Walmart Inc. v. Cuker Interactive, LLC, 021220 FED8, 18-1959
|Docket Nº:||18-1959, 18-2081|
|Opinion Judge:||ERICKSON, CIRCUIT JUDGE.|
|Party Name:||Walmart Inc., a Delaware corporation Plaintiff- Appellee v. Cuker Interactive, LLC, a California limited liability company Defendant-Appellant Walmart Inc., a Delaware corporation Plaintiff- Appellant v. Cuker Interactive, LLC, a California limited liability company Defendant-Appellee|
|Judge Panel:||Before SMITH, Chief Judge, BEAM and ERICKSON, Circuit Judges.|
|Case Date:||February 12, 2020|
|Court:||United States Courts of Appeals, Court of Appeals for the Eighth Circuit|
Submitted: September 25, 2019
Appeals from United States District Court for the Western District of Arkansas - Fayetteville
Before SMITH, Chief Judge, BEAM and ERICKSON, Circuit Judges.
ERICKSON, CIRCUIT JUDGE.
Walmart, Inc. ("Walmart") and Cuker Interactive, LLC ("Cuker") signed a contract under which Walmart agreed to pay Cuker a fixed fee to make the website for Walmart's "ASDA Groceries business" accessible from desktop computers and mobile devices. Shortly after the project launched, the parties experienced fundamental disagreements over the terms of the contract that ultimately led to protracted litigation. The jury returned a verdict in favor of Cuker on its claims against Walmart for breach of contract, unjust enrichment, and misappropriation of trade secrets. Pursuant to the contract's limitation-of-liability clause, the district court1 reduced the amount of damages awarded by the jury and entered judgment in favor of Cuker. After the filing of extensive post-trial motions, the court further reduced the damages awarded to Cuker on the ground that Cuker presented insufficient evidence to demonstrate it undertook reasonable efforts to maintain the secrecy of three of the four alleged trade secrets. The district court found in favor of Cuker on all other issues. Both parties appeal. We affirm.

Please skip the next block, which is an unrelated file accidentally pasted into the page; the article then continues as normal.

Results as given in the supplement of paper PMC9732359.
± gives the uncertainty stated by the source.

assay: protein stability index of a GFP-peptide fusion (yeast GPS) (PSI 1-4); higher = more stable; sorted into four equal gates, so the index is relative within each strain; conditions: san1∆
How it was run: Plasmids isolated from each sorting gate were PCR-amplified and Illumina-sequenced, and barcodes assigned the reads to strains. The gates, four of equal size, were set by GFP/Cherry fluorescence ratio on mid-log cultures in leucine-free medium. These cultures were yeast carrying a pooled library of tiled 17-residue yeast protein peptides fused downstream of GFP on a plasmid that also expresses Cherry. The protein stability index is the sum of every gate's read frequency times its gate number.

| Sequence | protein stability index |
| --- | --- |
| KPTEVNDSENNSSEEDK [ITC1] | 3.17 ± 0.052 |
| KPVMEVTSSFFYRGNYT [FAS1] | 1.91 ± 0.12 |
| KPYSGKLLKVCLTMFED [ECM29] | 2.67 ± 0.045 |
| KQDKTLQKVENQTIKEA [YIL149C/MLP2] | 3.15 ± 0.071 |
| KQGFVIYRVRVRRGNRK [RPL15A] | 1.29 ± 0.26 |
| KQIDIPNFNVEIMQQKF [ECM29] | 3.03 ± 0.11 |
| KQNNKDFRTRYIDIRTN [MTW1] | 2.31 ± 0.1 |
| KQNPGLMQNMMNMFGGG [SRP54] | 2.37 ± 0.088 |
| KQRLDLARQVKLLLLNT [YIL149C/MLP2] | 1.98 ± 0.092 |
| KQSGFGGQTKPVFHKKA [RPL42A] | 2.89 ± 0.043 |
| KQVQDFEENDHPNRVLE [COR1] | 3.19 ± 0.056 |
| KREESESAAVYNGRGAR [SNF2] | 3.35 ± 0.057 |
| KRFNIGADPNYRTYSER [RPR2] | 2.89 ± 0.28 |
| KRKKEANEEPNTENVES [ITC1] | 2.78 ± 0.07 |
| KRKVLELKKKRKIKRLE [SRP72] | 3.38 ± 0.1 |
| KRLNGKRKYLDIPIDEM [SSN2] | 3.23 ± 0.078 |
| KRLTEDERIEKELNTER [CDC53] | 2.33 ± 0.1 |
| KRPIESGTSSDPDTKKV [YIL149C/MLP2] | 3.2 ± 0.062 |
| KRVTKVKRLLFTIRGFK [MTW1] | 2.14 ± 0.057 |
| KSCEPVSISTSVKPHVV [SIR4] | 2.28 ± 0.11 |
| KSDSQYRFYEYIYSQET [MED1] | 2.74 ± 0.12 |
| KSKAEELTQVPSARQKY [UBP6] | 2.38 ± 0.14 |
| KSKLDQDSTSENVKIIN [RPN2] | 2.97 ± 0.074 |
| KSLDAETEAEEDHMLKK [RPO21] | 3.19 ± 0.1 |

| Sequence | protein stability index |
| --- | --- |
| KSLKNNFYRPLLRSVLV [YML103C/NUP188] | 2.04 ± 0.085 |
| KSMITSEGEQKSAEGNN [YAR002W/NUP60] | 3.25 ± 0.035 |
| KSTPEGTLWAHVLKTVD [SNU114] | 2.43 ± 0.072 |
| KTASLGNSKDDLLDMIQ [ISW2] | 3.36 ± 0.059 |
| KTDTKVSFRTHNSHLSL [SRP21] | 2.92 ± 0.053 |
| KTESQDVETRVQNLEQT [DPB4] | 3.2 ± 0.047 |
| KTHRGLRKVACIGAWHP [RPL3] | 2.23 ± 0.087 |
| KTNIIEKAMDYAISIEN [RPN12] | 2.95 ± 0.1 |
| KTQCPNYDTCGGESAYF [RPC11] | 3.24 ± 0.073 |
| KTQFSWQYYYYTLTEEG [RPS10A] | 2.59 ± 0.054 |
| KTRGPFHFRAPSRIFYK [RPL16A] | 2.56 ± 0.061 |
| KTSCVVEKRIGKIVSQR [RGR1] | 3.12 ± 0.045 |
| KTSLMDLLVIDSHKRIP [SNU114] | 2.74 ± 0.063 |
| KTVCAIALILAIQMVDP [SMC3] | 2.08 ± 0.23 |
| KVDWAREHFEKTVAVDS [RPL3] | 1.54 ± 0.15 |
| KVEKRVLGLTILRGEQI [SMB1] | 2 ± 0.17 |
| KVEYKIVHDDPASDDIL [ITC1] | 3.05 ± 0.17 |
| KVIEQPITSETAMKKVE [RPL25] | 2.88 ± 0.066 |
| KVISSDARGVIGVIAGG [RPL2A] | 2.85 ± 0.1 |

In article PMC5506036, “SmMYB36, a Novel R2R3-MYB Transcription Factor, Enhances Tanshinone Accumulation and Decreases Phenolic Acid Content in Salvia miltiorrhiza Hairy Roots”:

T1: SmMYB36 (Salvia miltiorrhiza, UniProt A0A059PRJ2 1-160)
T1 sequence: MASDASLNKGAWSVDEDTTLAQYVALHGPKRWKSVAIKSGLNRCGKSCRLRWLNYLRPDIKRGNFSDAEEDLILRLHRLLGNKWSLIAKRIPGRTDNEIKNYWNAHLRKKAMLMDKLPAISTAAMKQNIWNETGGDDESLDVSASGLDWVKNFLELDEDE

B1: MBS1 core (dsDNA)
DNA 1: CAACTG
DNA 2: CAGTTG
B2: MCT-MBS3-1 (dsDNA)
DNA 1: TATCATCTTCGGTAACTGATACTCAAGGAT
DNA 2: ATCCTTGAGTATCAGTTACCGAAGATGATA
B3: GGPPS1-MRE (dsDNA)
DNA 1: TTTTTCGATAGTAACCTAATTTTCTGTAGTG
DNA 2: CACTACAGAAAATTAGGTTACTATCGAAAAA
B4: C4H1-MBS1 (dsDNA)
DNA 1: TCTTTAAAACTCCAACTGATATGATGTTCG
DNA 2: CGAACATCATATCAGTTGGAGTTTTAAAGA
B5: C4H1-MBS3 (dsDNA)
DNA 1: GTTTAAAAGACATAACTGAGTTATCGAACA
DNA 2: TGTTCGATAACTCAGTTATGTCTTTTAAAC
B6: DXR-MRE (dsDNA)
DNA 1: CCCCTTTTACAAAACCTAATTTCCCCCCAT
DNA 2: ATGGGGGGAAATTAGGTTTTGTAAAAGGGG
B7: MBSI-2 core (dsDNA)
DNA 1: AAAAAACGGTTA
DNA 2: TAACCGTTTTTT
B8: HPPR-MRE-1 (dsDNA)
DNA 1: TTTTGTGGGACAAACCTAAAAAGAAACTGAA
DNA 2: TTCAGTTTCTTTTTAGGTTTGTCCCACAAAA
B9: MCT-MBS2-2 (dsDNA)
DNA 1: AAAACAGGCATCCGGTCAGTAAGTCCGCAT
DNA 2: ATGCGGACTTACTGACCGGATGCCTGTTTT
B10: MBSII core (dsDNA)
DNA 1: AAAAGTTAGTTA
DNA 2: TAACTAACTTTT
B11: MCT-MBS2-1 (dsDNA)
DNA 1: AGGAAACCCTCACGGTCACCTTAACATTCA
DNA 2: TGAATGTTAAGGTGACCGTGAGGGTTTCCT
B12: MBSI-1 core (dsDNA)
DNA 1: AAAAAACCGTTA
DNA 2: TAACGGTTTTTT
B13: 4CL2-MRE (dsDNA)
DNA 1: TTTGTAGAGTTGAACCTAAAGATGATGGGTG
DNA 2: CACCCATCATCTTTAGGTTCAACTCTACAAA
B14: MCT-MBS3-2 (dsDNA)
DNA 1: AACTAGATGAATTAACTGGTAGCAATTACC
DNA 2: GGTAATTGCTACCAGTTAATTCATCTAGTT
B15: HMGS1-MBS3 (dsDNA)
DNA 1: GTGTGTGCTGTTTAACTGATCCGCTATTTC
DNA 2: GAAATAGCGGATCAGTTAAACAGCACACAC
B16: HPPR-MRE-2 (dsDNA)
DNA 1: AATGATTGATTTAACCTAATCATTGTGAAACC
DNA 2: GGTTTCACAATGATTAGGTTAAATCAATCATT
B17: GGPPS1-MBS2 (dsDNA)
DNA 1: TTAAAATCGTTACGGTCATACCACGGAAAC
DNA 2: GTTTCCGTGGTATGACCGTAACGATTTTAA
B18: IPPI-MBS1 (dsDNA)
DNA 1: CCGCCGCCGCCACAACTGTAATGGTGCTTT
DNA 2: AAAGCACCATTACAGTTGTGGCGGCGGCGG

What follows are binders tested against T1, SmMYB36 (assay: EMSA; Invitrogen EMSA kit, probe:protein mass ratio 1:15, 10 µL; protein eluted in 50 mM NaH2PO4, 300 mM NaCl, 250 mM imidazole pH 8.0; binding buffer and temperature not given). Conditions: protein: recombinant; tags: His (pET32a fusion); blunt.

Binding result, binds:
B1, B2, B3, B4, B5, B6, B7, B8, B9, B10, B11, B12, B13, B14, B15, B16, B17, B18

Walmart's UK subsidiary, ASDA Groceries, had an e-commerce website accessible from desktop computers and another one accessible from mobile phones. Walmart understood that if it could make its desktop website "responsive" (accessible from any device), it could eliminate the mobile-phone website. In January 2014, a Walmart senior executive approached Cuker's Chief Creative Officer and CEO about making ASDA Groceries' website responsive. Around the same time, Walmart was also exploring opportunities to make its United States grocery website, Walmart2Go, responsive.
On January 30, 2014, Walmart and Cuker signed a consulting agreement accompanied by a document entitled statement of work ("contract") under which Walmart agreed to pay Cuker a fixed fee of $577, 719 in exchange for responsive layouts for the ASDA website. Under the contract, Cuker was to design and build thirteen templates for access by desktops, tablets, and smartphones, including a homepage template, a top navigation template, a bottom navigation template, and ten templates to be chosen by Walmart. Because of Walmart's tight internal deadlines for completion of the project, the contract was negotiated and signed in a matter of weeks. Accordingly, the parties considered the contract a "working version" that could be "refined" along the way.
The project launched almost immediately in early February 2014. But, by the end of the month, the parties disagreed over basic terms of the contract, including whether various milestones for performance were strict deadlines or simply aspirational, when interim fee payments were due, how many rounds of revisions Walmart could require Cuker to make to its deliverables, and whether particular demands by Walmart were outside of the scope of work that Cuker had contracted to perform. These disputes caused payment and delivery delays.